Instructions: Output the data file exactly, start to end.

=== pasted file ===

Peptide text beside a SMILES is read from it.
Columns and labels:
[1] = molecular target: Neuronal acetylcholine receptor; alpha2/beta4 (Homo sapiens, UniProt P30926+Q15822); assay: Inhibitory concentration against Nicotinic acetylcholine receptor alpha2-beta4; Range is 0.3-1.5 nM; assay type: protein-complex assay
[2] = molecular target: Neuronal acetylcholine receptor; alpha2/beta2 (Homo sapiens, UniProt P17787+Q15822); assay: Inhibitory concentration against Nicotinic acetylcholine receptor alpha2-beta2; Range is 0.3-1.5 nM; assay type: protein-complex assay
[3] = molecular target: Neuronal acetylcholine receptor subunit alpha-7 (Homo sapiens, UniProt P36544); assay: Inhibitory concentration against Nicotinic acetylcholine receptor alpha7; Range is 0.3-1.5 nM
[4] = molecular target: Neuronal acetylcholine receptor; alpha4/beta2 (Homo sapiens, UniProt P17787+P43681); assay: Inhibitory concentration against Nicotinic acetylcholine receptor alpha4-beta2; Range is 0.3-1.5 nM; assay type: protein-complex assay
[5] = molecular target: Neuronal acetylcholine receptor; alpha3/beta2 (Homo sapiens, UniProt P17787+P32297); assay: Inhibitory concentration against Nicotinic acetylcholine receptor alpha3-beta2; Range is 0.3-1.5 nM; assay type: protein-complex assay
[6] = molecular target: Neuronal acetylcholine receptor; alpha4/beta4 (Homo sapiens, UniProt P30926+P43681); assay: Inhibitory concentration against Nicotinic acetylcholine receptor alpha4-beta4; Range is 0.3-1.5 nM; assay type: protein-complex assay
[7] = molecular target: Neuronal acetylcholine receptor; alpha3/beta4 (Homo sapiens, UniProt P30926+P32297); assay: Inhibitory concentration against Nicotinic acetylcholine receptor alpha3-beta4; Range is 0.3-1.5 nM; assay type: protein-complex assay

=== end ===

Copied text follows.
Peptide text beside a SMILES is read from it.
Columns and labels:
[1] = molecular target: Neuronal acetylcholine receptor; alpha2/beta4 (Homo sapiens, UniProt P30926+Q15822); assay: Inhibitory concentration against Nicotinic acetylcholine receptor alpha2-beta4; Range is 0.3-1.5 nM; assay type: protein-complex assay
[2] = molecular target: Neuronal acetylcholine receptor; alpha2/beta2 (Homo sapiens, UniProt P17787+Q15822); assay: Inhibitory concentration against Nicotinic acetylcholine receptor alpha2-beta2; Range is 0.3-1.5 nM; assay type: protein-complex assay
[3] = molecular target: Neuronal acetylcholine receptor subunit alpha-7 (Homo sapiens, UniProt P36544); assay: Inhibitory concentration against Nicotinic acetylcholine receptor alpha7; Range is 0.3-1.5 nM
[4] = molecular target: Neuronal acetylcholine receptor; alpha4/beta2 (Homo sapiens, UniProt P17787+P43681); assay: Inhibitory concentration against Nicotinic acetylcholine receptor alpha4-beta2; Range is 0.3-1.5 nM; assay type: protein-complex assay
[5] = molecular target: Neuronal acetylcholine receptor; alpha3/beta2 (Homo sapiens, UniProt P17787+P32297); assay: Inhibitory concentration against Nicotinic acetylcholine receptor alpha3-beta2; Range is 0.3-1.5 nM; assay type: protein-complex assay
[6] = molecular target: Neuronal acetylcholine receptor; alpha4/beta4 (Homo sapiens, UniProt P30926+P43681); assay: Inhibitory concentration against Nicotinic acetylcholine receptor alpha4-beta4; Range is 0.3-1.5 nM; assay type: protein-complex assay
[7] = molecular target: Neuronal acetylcholine receptor; alpha3/beta4 (Homo sapiens, UniProt P30926+P32297); assay: Inhibitory concentration against Nicotinic acetylcholine receptor alpha3-beta4; Range is 0.3-1.5 nM; assay type: protein-complex assay